Interior atmospherics appear rather different between the two versions. The dusty look of the original gives way to a harsher, darker looking interior with higher contrast shading.
Again we see the impact of the new lighting model on surface textures. The cracked paint and light socket exude a certain realism missing from the original UE3 release.
Trees appear to exhibit greater contrast against the skybox, giving the impression of a greater sharpness that helps separate individual trees from one another.
Aside from obvious hue changes, we also noted very subtle texture modifications. Take the pillars on the left alongside the covering - additional surface detail is visible now that was previously absent on UE3.

Support for Virtual Reality is also something Adrian Chmielarz, the game's creative director, has talked passionately about exploring. While admitting that VR would require a very "different Ethan Carter", Chmielarz demonstrates a lot of enthusiasm for the idea. It's something he would clearly love to do, and there's the hope that it will result in a spin-off product of some sort. We certainly would love to see a version of the game created for VR, though it's clear that this would likely be impossible to implement on PS4's Morpheus platform without a radical re-think of the existing game.

However, in the here and now, it's difficult not to be impressed with The Astronauts' work on bringing Ethan Carter across to console via its Unreal Engine 4 upgrade. PS4 owners get an excellent version of this haunting adventure game - a strange experience and one well worth diving into if you enjoy a healthy dose of mystery with your exploration. The technical execution is solid and the visual quality is a match for the original PC version, barring some UE4-related changes and less stable anti-aliasing. On top of that, UE4's graphical enhancements are compelling - it's a beautiful game world to lose yourself in.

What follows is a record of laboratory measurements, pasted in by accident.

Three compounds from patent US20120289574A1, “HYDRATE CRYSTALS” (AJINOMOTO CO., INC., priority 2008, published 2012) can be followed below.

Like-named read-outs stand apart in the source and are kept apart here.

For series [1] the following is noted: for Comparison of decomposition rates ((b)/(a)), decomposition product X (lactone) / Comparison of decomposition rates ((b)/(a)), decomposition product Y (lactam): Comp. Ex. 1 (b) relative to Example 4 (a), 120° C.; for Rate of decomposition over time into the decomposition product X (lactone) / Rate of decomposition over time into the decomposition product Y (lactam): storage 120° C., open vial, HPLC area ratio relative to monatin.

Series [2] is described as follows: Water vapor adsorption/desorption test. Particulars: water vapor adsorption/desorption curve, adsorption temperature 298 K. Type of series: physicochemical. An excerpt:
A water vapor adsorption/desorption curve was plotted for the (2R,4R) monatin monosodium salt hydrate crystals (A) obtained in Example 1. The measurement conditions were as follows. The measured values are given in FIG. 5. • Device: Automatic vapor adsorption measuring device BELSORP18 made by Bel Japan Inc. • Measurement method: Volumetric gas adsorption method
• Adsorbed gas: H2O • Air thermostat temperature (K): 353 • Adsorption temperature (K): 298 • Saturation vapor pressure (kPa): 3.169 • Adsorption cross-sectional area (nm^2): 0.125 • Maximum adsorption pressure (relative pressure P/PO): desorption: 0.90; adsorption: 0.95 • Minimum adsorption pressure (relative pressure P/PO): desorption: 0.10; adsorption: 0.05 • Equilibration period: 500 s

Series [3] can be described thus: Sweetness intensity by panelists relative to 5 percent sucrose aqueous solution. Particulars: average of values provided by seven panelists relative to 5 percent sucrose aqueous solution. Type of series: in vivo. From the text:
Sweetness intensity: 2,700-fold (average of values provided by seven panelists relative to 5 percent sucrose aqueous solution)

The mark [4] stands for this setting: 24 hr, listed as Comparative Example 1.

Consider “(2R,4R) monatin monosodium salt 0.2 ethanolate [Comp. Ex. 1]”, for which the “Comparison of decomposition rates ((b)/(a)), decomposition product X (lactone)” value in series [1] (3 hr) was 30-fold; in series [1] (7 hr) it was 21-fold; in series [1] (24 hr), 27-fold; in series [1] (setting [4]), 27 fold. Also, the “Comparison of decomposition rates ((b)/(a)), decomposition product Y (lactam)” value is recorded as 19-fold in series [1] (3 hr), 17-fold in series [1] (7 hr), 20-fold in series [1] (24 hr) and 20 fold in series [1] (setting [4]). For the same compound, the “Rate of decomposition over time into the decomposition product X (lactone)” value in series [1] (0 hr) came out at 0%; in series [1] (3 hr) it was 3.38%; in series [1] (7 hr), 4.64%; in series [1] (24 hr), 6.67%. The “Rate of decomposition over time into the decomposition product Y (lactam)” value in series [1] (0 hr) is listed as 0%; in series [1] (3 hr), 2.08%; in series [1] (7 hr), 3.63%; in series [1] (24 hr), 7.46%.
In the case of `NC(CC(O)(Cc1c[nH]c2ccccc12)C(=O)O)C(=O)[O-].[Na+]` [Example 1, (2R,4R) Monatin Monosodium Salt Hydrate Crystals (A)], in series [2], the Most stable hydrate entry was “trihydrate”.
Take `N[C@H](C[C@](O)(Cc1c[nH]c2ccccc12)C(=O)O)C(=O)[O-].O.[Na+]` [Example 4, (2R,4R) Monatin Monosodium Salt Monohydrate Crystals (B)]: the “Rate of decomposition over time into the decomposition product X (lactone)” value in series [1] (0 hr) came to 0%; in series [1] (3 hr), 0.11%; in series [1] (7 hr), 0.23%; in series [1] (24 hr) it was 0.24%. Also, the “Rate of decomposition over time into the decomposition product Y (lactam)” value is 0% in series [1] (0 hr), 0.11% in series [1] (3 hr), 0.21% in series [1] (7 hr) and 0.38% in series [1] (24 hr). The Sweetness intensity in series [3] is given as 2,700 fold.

Perhaps more importantly, this is an important milestone for Epic and Unreal Engine 4. While The Vanishing of Ethan Carter features a somewhat unconventional utilisation of the engine, it's great to finally have an example of a solid, accomplished UE4 title on console. The first bunch of titles we played based on the tech raised concerns about the viability of the engine on PS4 and Xbox One, but it seems that we have turned a corner. With so many future titles designed around the middleware, including Street Fighter V, Fable Legends, Kingdom Hearts 3 and Rime, it's an important step forward for the technology. UE3 dominated last-gen and while there's the sense that its successor isn't quite getting the same level of take-up, it's good to know that the foundations are there for it to hand in exceptional visuals on console hardware.

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About the Author

John Linneman avatar

John Linneman

Senior Staff Writer, Digital Foundry

An American living in Germany, John has been gaming and collecting games since the late 80s. His keen eye for and obsession with high frame-rates have earned him the nickname "The Human FRAPS" in some circles. He’s also responsible for the creation of DF Retro.